Connecting In The Chaos: Not That Funny
People who know me would say that I am fairly outgoing. Normally, I would agree. However, as I get older, I have noticed a shift in that part of my personality. In the last several years I have felt more introverted…shy even. But, that is just on the inside. My “outgoingness” runs so deeply in me that it can function on autopilot. This shy feeling hit once, several years ago, as I attended a child’s birthday party at a skating rink. I only knew the parents of the birthday boy and so I felt a little out of place. Ergo, I found a piece of cake and a corner and tried to stay out of the way. As I sat in my little corner, I watched the other families there and caught an exchange between one of the dads and his young son. The son was proclaiming what an awesome skater he had become in the last hour even though it was his first time to try it. The dad responded by asking if he could do flips. When the boy answered no, the father replied (in a joking manner), “then I don’t want to hear about it.” The boy complied…and didn’t talk about it again. When I saw that little boy later I told him what a wonderful skater he was. He hung his head down and said, “I can’t do flips.” So, I asked him to let me see how well he skated. He refused. Children NEVER refuse to show you something they think they are good at… ever. With one “joke” his dad had completely deflated him.
We have all done it. We have all chosen to take the moment to sound really witty instead of using the moment to build our child up. Watching that moment as a bystander and seeing its full effect showed me just how damaging our “jokes” can be. The boy’s father didn’t mean to hurt his son. The problem was he didn’t purpose to do otherwise. He was “just joking.”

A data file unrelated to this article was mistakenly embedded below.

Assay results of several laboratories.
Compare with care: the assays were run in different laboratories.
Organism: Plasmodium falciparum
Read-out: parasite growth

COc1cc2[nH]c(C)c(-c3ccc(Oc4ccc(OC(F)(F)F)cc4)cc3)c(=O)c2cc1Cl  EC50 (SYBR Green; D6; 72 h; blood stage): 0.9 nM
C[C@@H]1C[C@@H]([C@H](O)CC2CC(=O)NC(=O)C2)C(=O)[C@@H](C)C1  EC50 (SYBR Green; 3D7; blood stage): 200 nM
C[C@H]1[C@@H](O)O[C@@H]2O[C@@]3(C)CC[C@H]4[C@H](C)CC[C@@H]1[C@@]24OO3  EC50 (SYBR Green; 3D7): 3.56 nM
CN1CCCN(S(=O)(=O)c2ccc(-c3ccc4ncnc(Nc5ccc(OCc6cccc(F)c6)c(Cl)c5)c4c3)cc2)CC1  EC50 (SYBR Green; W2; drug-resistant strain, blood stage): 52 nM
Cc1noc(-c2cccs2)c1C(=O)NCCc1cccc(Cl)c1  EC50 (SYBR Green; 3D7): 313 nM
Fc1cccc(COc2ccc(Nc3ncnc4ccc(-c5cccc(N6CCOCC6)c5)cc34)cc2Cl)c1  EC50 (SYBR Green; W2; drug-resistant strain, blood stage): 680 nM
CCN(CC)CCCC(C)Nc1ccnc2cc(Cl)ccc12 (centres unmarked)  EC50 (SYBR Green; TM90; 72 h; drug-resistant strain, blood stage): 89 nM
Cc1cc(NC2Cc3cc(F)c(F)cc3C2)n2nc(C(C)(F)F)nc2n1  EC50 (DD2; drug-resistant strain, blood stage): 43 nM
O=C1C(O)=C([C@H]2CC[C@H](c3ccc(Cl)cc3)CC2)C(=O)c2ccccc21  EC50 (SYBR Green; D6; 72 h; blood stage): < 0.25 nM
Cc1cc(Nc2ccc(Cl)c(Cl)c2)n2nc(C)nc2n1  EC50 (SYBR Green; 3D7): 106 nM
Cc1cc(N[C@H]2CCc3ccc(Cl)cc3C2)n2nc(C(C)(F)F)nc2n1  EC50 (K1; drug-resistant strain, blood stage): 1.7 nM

We have opportunities all day long to interact with people. In those moments we can use our words to play the comedian in the room, hoping to gain the approval of those around us, or we can use them to build up others. As I think about my own choices, I cringe at how many times I choose to come across as “wonderfully witty” rather than building up the other person. Often that person is my child or husband. When we do this with our children it can be terribly destructive… and terribly instructive.
When our children become the punchline to the joke, it doesn’t just hurt their feelings. It sends a very powerful message that exposing others in the form of a “joke” is totally appropriate. As an elementary teacher I have often had to correct children for this very behavior. What did not come to mind was how common it is for adults to do the same thing. In group settings there can be a lot of pressure to connect with others and feel liked. Being funny is often a short-cut for that. What is critical to remember in those moments is that our families should not be the comedic material we draw from. Those sweet little ears hear all the things… and those precious little hearts hold onto what we say about them. For better or for worse.
Since that birthday party I have tried to be more mindful about my responses. Now, when people compliment my children, I agree. As a southerner we sometimes think it is rude to appear to agree with someone’s compliment because it can sound arrogant. If the compliment is about your children (especially if it was given in front of them) agree with it. Also, I do my best to stay away from public retellings of children’s embarrassing moments. This can be a tough one as many of us parents find camaraderie in such stories. I am all for camaraderie and connection… just tread softly so that we don’t tread on their self-worth to have it. Lastly, when I see my children acting this way, I don’t just tell them to stop. I walk them through what it feels like to be on the other side of that joke or story. That is usually enough to help them see the reasons to change the way they are communicating.
So often we think they aren’t listening, and yet, so often they are. Let’s do our best to make sure they hear our heart in what we say and be careful not to break theirs.